Defendant appeals from convictions of the offenses of armed robbery and possession of a firearm during the commission of a crime involving the person of another. We affirm.
1. A prosecuting witness testified concerning a conversation with appellant's co-defendant in which statements made by appellant were recounted by his co-defendant. Appellant contends that the witness' testimony was hearsay and that its admission constituted reversible error.
Code Ann. 38-306 holds that the "declarations of any one of the conspirators during the criminal project shall be admissible against all." "[T]he parties to such a conspiracy would be considered so much of a unit that the declarations of either are admissible against the other. [Cits.]" Hardy v. State, 245 Ga. 272 (2) (264 SE2d 209)
Inasmuch as there was evidence sufficient to establish a prima facie case of conspiracy between appellant and his co-defendant, appellant and his co-defendant would be considered as a unit. That being so, statements allegedly made by the appellant to his codefendant and recounted to a third person constitute statements from the conspiratorial unit to a third party. The admission of such statements or declarations is authorized under Code Ann. 38-306. Compare Harper v. State, 152 Ga. App. 689 (263 SE2d 547)
, where the statements of a defendant were recounted to a third person by an individual not part of the conspiratorial unit and were held to constitute inadmissible hearsay.
We find no error in the admission of the complained of testimony for the reason assigned.
2. Nor did the trial court err in admitting a police officer's testimony relating facts told to him by other parties. Such testimony did not constitute hearsay but, rather, was relevant and admissible to explain the officer's conduct during his investigation of the instant case. See Harrell v. State, 241 Ga. 181 (1) (243 SE2d 890)
, where the Supreme Court addressed and disposed of arguments similar to those raised by this appellant regarding the admissibility of such testimony. We note, too, that in the instant case the trial court did instruct the jury to consider the statements admitted under Code Ann. 38-302 only for the purpose of explaining conduct, and not for the truth of the assertions made. Id., Division 2.
Nor has appellant raised any additional grounds or rule of evidence which would render such testimony inadmissible. See in this regard Mooney v. State, 243 Ga. 373
, 393 (254 SE2d 337
). This enumeration of error, therefore, does not present grounds for reversal.
3. Appellant contends that the police officer's reference in his testimony on direct examination to a "polygraph" was prejudicial error mandating the court's grant of a mistrial. Under the precise circumstances of this case, we find no error.
In response to a question propounded by the district attorney as to what happened after the officer had interviewed and taken a statement from the defendant, the officer testified that he asked the defendant if he would take a polygraph examination. Defense counsel immediately moved for mistrial, which motion was denied.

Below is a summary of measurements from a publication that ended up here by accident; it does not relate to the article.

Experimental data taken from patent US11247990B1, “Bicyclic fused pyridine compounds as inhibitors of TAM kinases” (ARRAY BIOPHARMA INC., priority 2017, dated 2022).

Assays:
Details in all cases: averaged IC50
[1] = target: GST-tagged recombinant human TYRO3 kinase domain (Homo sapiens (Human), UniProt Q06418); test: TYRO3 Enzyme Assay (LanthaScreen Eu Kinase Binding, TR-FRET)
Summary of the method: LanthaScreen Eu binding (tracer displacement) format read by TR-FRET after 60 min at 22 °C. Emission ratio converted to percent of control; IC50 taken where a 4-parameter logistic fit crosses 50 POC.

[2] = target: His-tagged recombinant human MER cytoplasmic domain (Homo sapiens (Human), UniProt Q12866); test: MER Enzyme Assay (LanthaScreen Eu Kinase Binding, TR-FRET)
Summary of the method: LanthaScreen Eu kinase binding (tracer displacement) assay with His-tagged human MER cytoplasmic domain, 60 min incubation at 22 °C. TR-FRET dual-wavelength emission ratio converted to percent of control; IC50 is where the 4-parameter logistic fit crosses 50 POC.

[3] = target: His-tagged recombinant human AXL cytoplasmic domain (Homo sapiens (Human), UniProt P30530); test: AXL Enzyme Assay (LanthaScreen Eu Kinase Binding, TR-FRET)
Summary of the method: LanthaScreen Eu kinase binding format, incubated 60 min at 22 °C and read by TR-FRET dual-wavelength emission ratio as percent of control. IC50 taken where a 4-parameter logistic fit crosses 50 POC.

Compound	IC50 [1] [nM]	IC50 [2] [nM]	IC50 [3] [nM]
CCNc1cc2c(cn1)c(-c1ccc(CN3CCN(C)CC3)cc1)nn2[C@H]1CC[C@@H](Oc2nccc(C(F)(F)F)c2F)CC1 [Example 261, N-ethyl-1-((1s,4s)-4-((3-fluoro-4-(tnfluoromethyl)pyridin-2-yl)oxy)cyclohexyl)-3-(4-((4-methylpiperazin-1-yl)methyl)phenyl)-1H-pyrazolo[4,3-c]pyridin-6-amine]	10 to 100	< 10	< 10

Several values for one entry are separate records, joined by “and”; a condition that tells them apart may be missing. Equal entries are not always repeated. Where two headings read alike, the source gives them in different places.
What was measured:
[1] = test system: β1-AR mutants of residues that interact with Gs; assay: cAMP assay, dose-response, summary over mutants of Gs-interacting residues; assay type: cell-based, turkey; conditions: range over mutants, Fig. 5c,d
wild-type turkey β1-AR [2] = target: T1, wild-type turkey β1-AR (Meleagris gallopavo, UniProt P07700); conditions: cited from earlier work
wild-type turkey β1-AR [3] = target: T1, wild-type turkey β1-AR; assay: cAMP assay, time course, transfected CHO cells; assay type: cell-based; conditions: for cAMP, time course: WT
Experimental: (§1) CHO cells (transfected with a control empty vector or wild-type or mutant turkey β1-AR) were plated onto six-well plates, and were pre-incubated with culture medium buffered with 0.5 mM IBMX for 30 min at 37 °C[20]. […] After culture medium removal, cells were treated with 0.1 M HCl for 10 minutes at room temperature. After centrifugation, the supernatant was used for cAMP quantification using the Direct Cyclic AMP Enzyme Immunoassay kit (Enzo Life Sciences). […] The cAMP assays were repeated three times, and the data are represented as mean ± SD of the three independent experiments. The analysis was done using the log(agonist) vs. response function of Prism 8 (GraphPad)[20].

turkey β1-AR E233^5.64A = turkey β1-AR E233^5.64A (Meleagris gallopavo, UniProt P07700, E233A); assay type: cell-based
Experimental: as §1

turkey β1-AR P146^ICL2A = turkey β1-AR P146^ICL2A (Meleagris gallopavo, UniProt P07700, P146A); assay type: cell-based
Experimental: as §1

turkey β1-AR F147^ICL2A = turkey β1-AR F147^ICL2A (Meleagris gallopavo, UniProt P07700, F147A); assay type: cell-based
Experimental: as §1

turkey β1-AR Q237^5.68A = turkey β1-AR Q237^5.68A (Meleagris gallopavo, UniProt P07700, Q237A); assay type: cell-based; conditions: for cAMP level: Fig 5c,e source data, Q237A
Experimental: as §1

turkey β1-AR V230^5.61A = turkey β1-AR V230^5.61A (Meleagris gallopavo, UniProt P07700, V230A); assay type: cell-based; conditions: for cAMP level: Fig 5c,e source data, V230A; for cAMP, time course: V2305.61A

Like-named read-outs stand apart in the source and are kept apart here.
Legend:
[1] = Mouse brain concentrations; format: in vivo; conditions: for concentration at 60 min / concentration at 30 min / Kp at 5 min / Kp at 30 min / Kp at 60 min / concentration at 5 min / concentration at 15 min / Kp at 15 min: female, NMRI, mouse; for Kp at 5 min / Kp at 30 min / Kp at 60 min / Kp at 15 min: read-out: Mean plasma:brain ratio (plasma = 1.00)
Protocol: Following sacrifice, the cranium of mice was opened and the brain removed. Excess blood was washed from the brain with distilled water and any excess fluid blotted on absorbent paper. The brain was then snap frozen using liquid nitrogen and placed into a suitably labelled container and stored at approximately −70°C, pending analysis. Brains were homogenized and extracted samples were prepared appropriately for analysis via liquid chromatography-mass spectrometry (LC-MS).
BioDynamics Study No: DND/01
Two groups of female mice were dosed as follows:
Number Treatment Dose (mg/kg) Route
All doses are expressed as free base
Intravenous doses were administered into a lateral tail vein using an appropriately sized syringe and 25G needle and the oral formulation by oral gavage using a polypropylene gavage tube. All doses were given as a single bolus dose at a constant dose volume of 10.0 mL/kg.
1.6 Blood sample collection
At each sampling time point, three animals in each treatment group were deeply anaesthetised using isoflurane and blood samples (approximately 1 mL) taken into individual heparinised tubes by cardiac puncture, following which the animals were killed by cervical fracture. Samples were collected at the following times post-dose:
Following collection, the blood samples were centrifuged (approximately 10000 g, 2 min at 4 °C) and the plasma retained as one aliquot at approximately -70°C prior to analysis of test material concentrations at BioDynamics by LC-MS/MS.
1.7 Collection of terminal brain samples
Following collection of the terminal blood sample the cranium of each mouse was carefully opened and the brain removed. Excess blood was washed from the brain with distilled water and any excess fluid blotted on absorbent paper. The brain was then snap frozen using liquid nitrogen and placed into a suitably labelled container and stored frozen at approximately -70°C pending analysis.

Although we agree with appellant that the police officer should have known better than to unwarrantedly bring up the subject of a polygraph examination, we find that under the facts of the instant case, the trial court did not abuse its discretion in denying appellant's motion for a mistrial.
The Supreme Court, in considering this issue, has not required that "a new trial be granted on every occasion where a jury is apprised that a lie detector test has been given." Herlong v. State, 236 Ga. 326 (3) (223 SE2d 672)
. Moreover, "the mere fact that the jury is apprised that a lie detector test was taken is not necessarily prejudicial if no inference as to the result is raised . . ." (Emphasis supplied.) Stack v. State, 234 Ga. 19
, 23 (214 SE2d 514
). Where, as here, there was no testimony as to whether or not defendant actually took a polygraph (only that the defendant was asked if he wanted to take a polygraph examination) and where the trial court gave corrective instructions to the jury to disregard any reference to a polygraph (the results of which the court stated would be inadmissible regardless of whether they were favorable or unfavorable to the defendant), the mere reference to a polygraph examination, without more, did not mandate the grant of a mistrial. See also Drake v. State, 142 Ga. App. 14 (234 SE2d 825)
5. Defendant complains that the court's charge on the inference derived from recent possession of stolen property (see Dorsey v. State, 239 Ga. 564 (3) (238 SE2d 98)
) was error in that there were no facts in evidence to support a charge. As stated above under Division 4, there was testimony that defendant was in possession of certain sums of money just after the robbery in question. Since "[a] jury may consider as circumstantial evidence the amount of money found on the defendant shortly after a robbery" ( Mitchell, supra, Division 3), the charge on recent possession of stolen property (i.e., money) was properly applicable to the facts and not error for the reason assigned.
Harry N. Gordon, District Attorney, for appellee.